Amyloid-β (Aβ)-containing extracellular plaques and hyperphosphorylated tau-loaded intracellular neurofibrillary tangles are neuropathological hallmarks of Alzheimer's disease (AD). Although Aβ exerts neuropathogenic activity through tau, the mechanistic link between Aβ and tau pathology remains unknown. Here, we showed that the FcγRIIb-SHIP2 axis is critical in Aβ1-42-induced tau pathology. Fcgr2b knockout or antagonistic FcγRIIb antibody inhibited Aβ1-42-induced tau hyperphosphorylation and rescued memory impairments in AD mouse models. FcγRIIb phosphorylation at Tyr273 was found in AD brains, in neuronal cells exposed to Aβ1-42, and recruited SHIP2 to form a protein complex. Consequently, treatment with Aβ1-42 increased PtdIns(3,4)P2 levels from PtdIns(3,4,5)P3 to mediate tau hyperphosphorylation. Further, we found that targeting SHIP2 expression by lentiviral siRNA in 3xTg-AD mice or pharmacological inhibition of SHIP2 potently rescued tau hyperphosphorylation and memory impairments. Thus, we concluded that the FcγRIIb-SHIP2 axis links Aβ neurotoxicity to tau pathology by dysregulating PtdIns(3,4)P2 metabolism, providing insight into therapeutic potential against AD.https://doi.org/10.7554/eLife.18691.001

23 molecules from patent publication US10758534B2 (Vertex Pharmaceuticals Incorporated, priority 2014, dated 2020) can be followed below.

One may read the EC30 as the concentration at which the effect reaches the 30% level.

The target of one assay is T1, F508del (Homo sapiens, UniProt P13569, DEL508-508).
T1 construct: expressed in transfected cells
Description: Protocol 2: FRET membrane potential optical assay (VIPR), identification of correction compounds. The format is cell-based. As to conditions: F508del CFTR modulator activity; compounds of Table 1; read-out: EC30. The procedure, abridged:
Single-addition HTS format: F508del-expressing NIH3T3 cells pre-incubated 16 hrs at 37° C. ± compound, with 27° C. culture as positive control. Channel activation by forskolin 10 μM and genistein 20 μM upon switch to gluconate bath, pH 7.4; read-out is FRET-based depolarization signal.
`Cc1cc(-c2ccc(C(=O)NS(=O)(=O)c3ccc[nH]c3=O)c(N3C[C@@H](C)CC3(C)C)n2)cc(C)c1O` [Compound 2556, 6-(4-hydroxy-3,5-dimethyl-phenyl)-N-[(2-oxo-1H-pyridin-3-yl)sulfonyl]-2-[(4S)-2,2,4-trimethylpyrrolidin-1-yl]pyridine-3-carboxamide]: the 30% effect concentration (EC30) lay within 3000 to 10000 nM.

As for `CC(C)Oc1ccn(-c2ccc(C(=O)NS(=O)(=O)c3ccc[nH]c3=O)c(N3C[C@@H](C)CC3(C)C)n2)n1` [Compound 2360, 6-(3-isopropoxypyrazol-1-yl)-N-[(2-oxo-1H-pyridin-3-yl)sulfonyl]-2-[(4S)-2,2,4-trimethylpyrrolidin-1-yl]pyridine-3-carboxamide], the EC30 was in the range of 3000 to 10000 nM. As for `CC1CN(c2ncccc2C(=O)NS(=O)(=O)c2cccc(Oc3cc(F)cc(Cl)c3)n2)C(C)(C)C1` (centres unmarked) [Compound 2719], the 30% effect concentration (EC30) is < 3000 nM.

In Alzheimer’s disease, damage to neurons in the brain gradually causes memory loss and difficulties with thinking. The main hallmarks of this damage are seen in the accumulation of proteins in and around neurons. First, a protein called amyloid beta forms aggregates outside the cell. This appears to lead to the build up of an abnormal form of a protein called tau inside the cell. These abnormal tau proteins have excessive numbers of phosphate groups attached to them, and so are known as “hyperphosphorylated”. The molecular mechanism underlying amyloid beta’s role in the hyperphosphorylation of tau proteins was not known.